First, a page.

The Copy-AzureStorageFilesFunctionApp Function copies files from one storage account to another in the same subscription.
   The Copy-AzureStorageFilesFunctionApp Function copies files from one storage account to another in the same subscription. At this time while developing this function 9/13/2017,
   Azure Backup and snapshots are not supported for Azure File Storage.
   This function is written to be deployed as an Azure Function App and executed based on an hourly time trigger.
   It take a Resource Group name and subscription name as parameters.
   An email notification is sent to the Subscription Admin with a list of the items copied.
.PARAMETER SubscriptionName
        Subscription to be processed.
.PARAMETER ResourceGroupName
        ResourceGroupName of the source and target storage accounts.
        PowerShell Language

    [parameter(Mandatory = $false)]
    [string]$SubscriptionName = "Trial",
    [parameter(Mandatory = $false)]
    [string]$ResourceGroupName = "RGVPN"

#region Azure Logon
$Username = $env:AzureUsernameCredential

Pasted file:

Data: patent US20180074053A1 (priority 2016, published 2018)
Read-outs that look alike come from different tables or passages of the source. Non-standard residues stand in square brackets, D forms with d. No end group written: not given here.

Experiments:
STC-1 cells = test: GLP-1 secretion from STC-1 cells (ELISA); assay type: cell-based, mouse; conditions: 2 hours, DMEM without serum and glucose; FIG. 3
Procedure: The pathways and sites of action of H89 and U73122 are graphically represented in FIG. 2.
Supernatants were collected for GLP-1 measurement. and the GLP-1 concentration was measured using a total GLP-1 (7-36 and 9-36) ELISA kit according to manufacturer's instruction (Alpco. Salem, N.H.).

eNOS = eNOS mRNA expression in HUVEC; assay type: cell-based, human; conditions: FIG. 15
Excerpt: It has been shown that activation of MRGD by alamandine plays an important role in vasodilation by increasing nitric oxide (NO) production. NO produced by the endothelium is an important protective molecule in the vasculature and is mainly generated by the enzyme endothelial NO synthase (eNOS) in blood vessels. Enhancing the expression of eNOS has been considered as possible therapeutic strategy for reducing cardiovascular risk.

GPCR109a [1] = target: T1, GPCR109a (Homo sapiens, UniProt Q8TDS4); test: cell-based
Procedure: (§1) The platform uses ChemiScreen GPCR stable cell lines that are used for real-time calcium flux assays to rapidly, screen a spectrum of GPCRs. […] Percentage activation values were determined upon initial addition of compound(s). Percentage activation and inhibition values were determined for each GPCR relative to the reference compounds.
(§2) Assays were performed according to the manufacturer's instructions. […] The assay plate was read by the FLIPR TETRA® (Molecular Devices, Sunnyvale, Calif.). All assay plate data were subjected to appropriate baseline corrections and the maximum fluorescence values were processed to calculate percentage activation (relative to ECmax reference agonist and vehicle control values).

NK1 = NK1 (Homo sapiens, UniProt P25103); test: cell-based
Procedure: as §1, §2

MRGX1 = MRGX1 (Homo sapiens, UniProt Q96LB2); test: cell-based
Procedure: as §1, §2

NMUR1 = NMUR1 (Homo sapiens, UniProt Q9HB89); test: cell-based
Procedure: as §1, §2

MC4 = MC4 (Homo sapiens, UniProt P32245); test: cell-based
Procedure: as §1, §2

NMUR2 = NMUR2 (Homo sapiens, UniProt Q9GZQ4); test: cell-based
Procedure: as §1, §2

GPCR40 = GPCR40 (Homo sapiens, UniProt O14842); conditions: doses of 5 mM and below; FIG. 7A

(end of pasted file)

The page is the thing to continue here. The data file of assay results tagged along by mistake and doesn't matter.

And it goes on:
$EncryptedPassword = $env:AzurePasswordCredential
$AESKeyPath = "D:\home\site\wwwroot\TimerTriggerPowerShell1\bin\AESKey.key"
$SecurePassword = ConvertTo-SecureString -String $EncryptedPassword -Key (Get-Content -Path $AESKeyPath)
$Credential = New-Object -TypeName System.Management.Automation.PSCredential($Username, $SecurePassword)
Login-AzureRmAccount -Credential $Credential
Select-AzureRmSubscription -SubscriptionName $SubscriptionName


#region create email creds
$Smtpserver = ""
$From = ""
$To = ""
$Port = "587"
$sendgridusername = ""
$sendgridPassword = $env:SendGridPasswordCredential
$emailpassword = ConvertTo-SecureString -String $sendgridPassword -Key (Get-Content -Path $AESKeyPath)
$emailcred = New-Object System.Management.Automation.PSCredential($sendgridusername, $emailpassword)

#Initialize storage variables
$StorageAccountName = "storevpn0518"
$DestStorageAccountName = "store0518"
$DestResourceGroupName = "RGXavier"
$Store = Get-AzureRmStorageAccount -ResourceGroupName $ResourceGroupName -Name $StorageAccountName